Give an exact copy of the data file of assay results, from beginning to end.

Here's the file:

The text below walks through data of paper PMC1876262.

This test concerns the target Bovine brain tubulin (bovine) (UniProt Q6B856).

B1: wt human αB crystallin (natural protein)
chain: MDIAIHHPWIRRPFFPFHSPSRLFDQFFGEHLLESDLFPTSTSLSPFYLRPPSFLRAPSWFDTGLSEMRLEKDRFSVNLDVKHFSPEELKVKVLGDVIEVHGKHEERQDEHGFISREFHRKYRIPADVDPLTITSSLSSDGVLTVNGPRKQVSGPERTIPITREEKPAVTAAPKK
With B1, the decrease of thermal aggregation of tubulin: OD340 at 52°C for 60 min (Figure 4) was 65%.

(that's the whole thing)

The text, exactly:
The text below walks through data of paper PMC1876262.

This test concerns the target Bovine brain tubulin (bovine) (UniProt Q6B856).

B1: wt human αB crystallin (natural protein)
chain: MDIAIHHPWIRRPFFPFHSPSRLFDQFFGEHLLESDLFPTSTSLSPFYLRPPSFLRAPSWFDTGLSEMRLEKDRFSVNLDVKHFSPEELKVKVLGDVIEVHGKHEERQDEHGFISREFHRKYRIPADVDPLTITSSLSSDGVLTVNGPRKQVSGPERTIPITREEKPAVTAAPKK
With B1, the decrease of thermal aggregation of tubulin: OD340 at 52°C for 60 min (Figure 4) was 65%.